The word “ownership” is used deliberately. Peak PMs flock to responsibility for the business, rather than shy away from it. They understand that the product is a means to the end of creating value, not an end in itself. They hold themselves accountable to deliver outcomes over output.
Moreover, peak PMs instill that same sense of ownership in the team, helping the team understand what outcomes they are responsible for delivering, why those outcomes are important, and how they’ll succeed at delivering those outcomes.
Product Vision & Roadmapping
The ability to define an overall vision for the PM’s area of the product that connects to the strategy for the team and the company. The ability to define a clear roadmap of highly prioritized features and initiatives that deliver against that vision.
Early PMs focus on defining a good feature, executing that feature flawlessly, and ensuring the feature solves a customer need and delivers impact to the business.
As PMs get more senior, they need to think about how features connect to each other — how they ladder up to a clear, compelling, cohesive vision for the product. Peak PMs understand how to articulate and build towards that vision. They recognize when to adapt to new information or hold the course. Most of all, they connect the product vision to company strategy so that the product helps the company achieve its goals as the vision comes into being.
The ability to understand and contribute to the business strategy for a PM’s team and the company overall. The ability to bring strategy to fruition through the consistent delivery of business outcomes.
TechCrunch maintains a list of products and companies that have been shutdown called The Deadpool. It’s striking how many great products end up in The Deadpool — including many products that users loved. Why do great products get shutdown? Because those products may have provided value to customers, but they didn’t provide value to the companies that created them.
Peak PMs know that product strategy and business strategy are inextricably linked. Successful products are valuable to both the customer and the company. Peak PM’s deliver successful products by understanding what the company’s strategy is designed to achieve. They use the product as a lever to achieve that strategy.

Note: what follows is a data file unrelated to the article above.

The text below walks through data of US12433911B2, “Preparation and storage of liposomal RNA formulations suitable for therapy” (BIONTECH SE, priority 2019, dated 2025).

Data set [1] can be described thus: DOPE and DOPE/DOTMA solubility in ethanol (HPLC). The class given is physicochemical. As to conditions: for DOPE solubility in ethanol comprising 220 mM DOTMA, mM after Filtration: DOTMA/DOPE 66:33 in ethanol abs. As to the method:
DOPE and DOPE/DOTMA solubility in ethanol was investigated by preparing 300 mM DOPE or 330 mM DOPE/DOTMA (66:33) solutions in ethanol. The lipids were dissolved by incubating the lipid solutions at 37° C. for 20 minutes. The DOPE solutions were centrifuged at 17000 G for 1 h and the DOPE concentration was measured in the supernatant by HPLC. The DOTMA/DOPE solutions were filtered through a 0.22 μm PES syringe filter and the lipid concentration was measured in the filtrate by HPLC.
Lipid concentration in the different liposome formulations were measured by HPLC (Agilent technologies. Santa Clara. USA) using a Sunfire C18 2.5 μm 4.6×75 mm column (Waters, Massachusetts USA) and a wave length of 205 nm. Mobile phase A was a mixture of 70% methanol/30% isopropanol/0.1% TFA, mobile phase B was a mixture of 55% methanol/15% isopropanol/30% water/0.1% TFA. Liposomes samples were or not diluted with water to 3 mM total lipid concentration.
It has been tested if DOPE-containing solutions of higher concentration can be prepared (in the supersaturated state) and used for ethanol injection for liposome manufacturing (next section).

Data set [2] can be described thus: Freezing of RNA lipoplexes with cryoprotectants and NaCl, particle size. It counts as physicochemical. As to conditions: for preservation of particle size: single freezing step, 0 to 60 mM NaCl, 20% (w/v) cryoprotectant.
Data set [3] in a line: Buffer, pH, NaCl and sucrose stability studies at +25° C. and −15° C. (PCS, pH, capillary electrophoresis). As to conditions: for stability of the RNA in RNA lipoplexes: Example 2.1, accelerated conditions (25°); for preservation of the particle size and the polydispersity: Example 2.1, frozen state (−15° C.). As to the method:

In addition, they provide strategic context to their team — making sure that all decisions, big and small, are aligned. As Peak PMs get more senior, they take a seat at the table with leaders across the business to define strategy. Peak PMs ensure that product strategy is a cornerstone of company strategy.
Lastly, peak PMs know they are only as effective as their team. They view themselves as connective tissue within the organization. They foster strong relationships with cross-functional peers and leadership. As they take on roles of increasing scope and responsibility, they learn how to build and mentor strong PM teams. Peak PMs are able to multiply their impact by enabling the people around them to contribute to and own the business impact necessary to achieve the company’s strategy.
The ability to proactively identify stakeholders impacted by the PM’s area of ownership and to work with those stakeholders to factor their requirements into product decisions.
Product managers at all levels are expected to lead, but they must lead through influence, not authority. This begins with knowing who to engage. I’ve seen many PMs struggle because they didn’t thoughtfully identify stakeholders at the outset.
Once a PM has identified the right stakeholders, they need to form that group into a team. Peak PMs will tap into the best thinking of that team and rally their support. Stakeholders don’t want to be managed as much as they want to be included.
That said, the Peak PM’s job is not to make everyone happy. Compromise is at the root of many bad product decisions. Compromise leads to bloated, difficult to use products. Compromised products cater to the teams who built them, not to the customers who use them. Peak PMs are willing to make the hard product decisions, and they are able to align everyone to those decisions — including the dissenters.
The ability to manage and mentor direct reports with the goal of enabling them to successfully deliver on their product areas, continuously improve against these competencies, deliver meaningful business outcomes, and achieve their career objectives.
In contrast to many roles, product managers have a significant amount of leadership experience by the time they start to manage their first direct reports. They have had years of practice leading through influence, not authority.
Despite that practice, many new PM leaders fall into the trap of micromanaging their reports. Often, they know the job so well that they don’t make a clear enough distinction between doing and delegating. Sometimes, they overuse the newfound authority they’ve been craving.
Peak PMs see themselves as a coach, first and foremost. They give their direct reports the tools and autonomy to succeed, and they reserve micro-management for cases when performance is lackluster and needs to be improved.
The ability to leverage senior managers and executives in the organization to help achieve goals, deliver meaningful business outcomes, and positively influence the strategic direction of the PM’s team and the company overall.
I look at Managing Up differently than a lot of people. In a well functioning organization, leadership is there to serve you, not the other way around. As Steve Jobs famously said, “It doesn't make sense to hire smart people and tell them what to do; we hire smart people so they can tell us what to do.”